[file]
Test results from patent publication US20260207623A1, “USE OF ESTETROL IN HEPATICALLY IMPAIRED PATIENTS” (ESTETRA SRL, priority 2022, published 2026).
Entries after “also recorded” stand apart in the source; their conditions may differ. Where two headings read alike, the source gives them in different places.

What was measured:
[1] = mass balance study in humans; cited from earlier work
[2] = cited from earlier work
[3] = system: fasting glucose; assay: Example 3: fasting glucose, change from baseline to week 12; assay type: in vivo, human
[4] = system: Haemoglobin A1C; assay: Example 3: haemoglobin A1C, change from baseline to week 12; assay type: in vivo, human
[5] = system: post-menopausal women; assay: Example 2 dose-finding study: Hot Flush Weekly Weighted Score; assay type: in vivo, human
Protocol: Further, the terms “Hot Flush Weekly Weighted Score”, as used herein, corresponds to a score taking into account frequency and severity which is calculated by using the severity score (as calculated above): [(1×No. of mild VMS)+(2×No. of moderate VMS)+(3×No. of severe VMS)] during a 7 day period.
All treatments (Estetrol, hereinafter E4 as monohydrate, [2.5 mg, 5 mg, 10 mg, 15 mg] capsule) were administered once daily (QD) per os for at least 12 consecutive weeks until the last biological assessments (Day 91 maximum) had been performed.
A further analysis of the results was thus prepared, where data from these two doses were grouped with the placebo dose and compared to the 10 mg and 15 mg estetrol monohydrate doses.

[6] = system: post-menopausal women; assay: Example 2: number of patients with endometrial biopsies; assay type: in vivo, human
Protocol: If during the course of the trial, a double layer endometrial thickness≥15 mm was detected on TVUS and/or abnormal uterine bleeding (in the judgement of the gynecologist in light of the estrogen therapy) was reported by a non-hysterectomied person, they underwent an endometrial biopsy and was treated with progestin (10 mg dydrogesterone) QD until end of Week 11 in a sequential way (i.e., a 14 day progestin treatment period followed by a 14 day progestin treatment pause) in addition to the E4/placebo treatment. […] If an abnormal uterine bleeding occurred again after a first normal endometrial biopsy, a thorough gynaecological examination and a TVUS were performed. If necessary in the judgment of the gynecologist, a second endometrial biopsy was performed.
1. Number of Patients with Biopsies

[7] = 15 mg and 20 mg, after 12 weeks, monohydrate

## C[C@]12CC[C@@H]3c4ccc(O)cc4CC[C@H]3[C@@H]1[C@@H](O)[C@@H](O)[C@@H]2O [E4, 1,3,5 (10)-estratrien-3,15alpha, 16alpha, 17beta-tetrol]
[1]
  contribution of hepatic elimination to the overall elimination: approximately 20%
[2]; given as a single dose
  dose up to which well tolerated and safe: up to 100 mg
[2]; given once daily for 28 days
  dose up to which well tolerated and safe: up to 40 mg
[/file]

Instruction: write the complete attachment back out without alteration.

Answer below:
Test results from patent publication US20260207623A1, “USE OF ESTETROL IN HEPATICALLY IMPAIRED PATIENTS” (ESTETRA SRL, priority 2022, published 2026).
Entries after “also recorded” stand apart in the source; their conditions may differ. Where two headings read alike, the source gives them in different places.

What was measured:
[1] = mass balance study in humans; cited from earlier work
[2] = cited from earlier work
[3] = system: fasting glucose; assay: Example 3: fasting glucose, change from baseline to week 12; assay type: in vivo, human
[4] = system: Haemoglobin A1C; assay: Example 3: haemoglobin A1C, change from baseline to week 12; assay type: in vivo, human
[5] = system: post-menopausal women; assay: Example 2 dose-finding study: Hot Flush Weekly Weighted Score; assay type: in vivo, human
Protocol: Further, the terms “Hot Flush Weekly Weighted Score”, as used herein, corresponds to a score taking into account frequency and severity which is calculated by using the severity score (as calculated above): [(1×No. of mild VMS)+(2×No. of moderate VMS)+(3×No. of severe VMS)] during a 7 day period.
All treatments (Estetrol, hereinafter E4 as monohydrate, [2.5 mg, 5 mg, 10 mg, 15 mg] capsule) were administered once daily (QD) per os for at least 12 consecutive weeks until the last biological assessments (Day 91 maximum) had been performed.
A further analysis of the results was thus prepared, where data from these two doses were grouped with the placebo dose and compared to the 10 mg and 15 mg estetrol monohydrate doses.

[6] = system: post-menopausal women; assay: Example 2: number of patients with endometrial biopsies; assay type: in vivo, human
Protocol: If during the course of the trial, a double layer endometrial thickness≥15 mm was detected on TVUS and/or abnormal uterine bleeding (in the judgement of the gynecologist in light of the estrogen therapy) was reported by a non-hysterectomied person, they underwent an endometrial biopsy and was treated with progestin (10 mg dydrogesterone) QD until end of Week 11 in a sequential way (i.e., a 14 day progestin treatment period followed by a 14 day progestin treatment pause) in addition to the E4/placebo treatment. […] If an abnormal uterine bleeding occurred again after a first normal endometrial biopsy, a thorough gynaecological examination and a TVUS were performed. If necessary in the judgment of the gynecologist, a second endometrial biopsy was performed.
1. Number of Patients with Biopsies

[7] = 15 mg and 20 mg, after 12 weeks, monohydrate

## C[C@]12CC[C@@H]3c4ccc(O)cc4CC[C@H]3[C@@H]1[C@@H](O)[C@@H](O)[C@@H]2O [E4, 1,3,5 (10)-estratrien-3,15alpha, 16alpha, 17beta-tetrol]
[1]
  contribution of hepatic elimination to the overall elimination: approximately 20%
[2]; given as a single dose
  dose up to which well tolerated and safe: up to 100 mg
[2]; given once daily for 28 days
  dose up to which well tolerated and safe: up to 40 mg